Frustrated, feeling small, annoyed before the conversation even starts, Claire is filled to the brim with the noise of her crying baby, the task of dinner and the weariness built up from a day of isolated motherhood. She yells to her husband upstairs “If I don’t get some help down here, I’m going to lose my mind!” This is the first he’s heard about her need for help, but he feels guilty, a failure, nonetheless. Another argument ensues.
When we become accustomed to not getting what we want, we begin asking from a place of “no.” Learned over a lifetime of being rejected, put down, or dismissed, this place of no becomes a way of seeing the world that is not a choice, but a fact of life. We are angry for not getting what we want before we’ve even put our request out there, and inadvertently lessen our chances of getting what we want through our ineffective asking style. We ask with frustrated tones that trigger defensiveness in those around us, confirming our assumption that people don’t actually care about us, and the world is a place of scarcity.
In order to move out of this place of no, and in to our Yes Mind, we have to take a look at what the assumption of rejection is protecting in us. Sometimes we avoid asking openly, clearly, and effectively for what we want because deep down we doubt that we deserve it. Maybe I don’t ask for that promotion assertively because I imagine the new role would expose me for the charlatan I am; I’m lucky to have gotten this far without being found out. We may also believe that the disappointment we brace for is somehow more manageable than disappointment that comes after our best effort is put forth with an open and hopeful heart. Regardless of the reason, in order to find our yes, we have to heal the wounds of no. We heal by acknowledging and accepting. In order to get yes from the world, I have to say yes to myself in my entirety. I see those places that need kindness in myself and offer love and acceptance to those places so that the world can follow suit.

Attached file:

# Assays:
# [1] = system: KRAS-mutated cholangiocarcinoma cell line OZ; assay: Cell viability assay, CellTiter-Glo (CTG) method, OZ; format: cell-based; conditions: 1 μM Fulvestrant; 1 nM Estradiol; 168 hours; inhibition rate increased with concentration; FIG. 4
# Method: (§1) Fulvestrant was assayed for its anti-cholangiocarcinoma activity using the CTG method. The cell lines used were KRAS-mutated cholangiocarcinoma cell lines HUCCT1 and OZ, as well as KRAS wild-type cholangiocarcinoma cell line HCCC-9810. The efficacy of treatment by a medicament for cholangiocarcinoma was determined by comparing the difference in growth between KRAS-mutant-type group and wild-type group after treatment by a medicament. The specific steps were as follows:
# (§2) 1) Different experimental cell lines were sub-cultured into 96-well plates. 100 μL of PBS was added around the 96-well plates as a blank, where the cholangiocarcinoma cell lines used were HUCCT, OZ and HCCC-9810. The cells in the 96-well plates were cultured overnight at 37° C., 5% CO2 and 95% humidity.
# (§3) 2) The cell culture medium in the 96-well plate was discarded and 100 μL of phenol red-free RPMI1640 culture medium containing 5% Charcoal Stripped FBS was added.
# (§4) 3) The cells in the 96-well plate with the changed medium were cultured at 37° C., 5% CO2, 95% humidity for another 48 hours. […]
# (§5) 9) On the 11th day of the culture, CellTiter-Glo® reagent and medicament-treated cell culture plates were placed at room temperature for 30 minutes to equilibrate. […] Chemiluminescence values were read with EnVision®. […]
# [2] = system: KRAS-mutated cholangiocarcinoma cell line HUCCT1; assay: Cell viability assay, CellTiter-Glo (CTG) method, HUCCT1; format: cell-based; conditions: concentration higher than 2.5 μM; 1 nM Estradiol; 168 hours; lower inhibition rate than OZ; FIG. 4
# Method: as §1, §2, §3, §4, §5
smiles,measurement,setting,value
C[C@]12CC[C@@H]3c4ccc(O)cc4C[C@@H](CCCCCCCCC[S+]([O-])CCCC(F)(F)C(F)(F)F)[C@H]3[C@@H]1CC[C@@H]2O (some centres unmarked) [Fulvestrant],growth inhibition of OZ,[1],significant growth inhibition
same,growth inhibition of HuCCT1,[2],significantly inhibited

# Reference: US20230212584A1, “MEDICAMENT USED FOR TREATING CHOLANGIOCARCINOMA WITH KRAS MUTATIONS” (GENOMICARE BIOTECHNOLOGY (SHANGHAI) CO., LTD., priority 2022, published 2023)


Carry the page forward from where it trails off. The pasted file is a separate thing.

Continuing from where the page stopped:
If I recognize my fears and see how they manifest in the way I put my wants and needs out in to the world, I can then decide to take the risk of really transforming. Asking for change or for more becomes an exercise in abundance. I feel my value as a truth that goes deeper than my experience as a woman who is never taken seriously, a person of color who is denied access due to perceived dangerousness, a “poor” person who isn’t classy enough to belong. All of my experiences of no have within them the seeds of yes.
We can certainly learn skills for making effective requests, but if we don’t work with our no wounds, the success we get back will be limited—a mirror constantly pointed toward the space that needs nurturance. The path to your fullness, your success begins with healing the no and embracing your yes. I am a whole person, yes. I am an asset with a full purpose, yes. I am more than any no I have received, yes. What yes is waiting to be fully realized through your healing?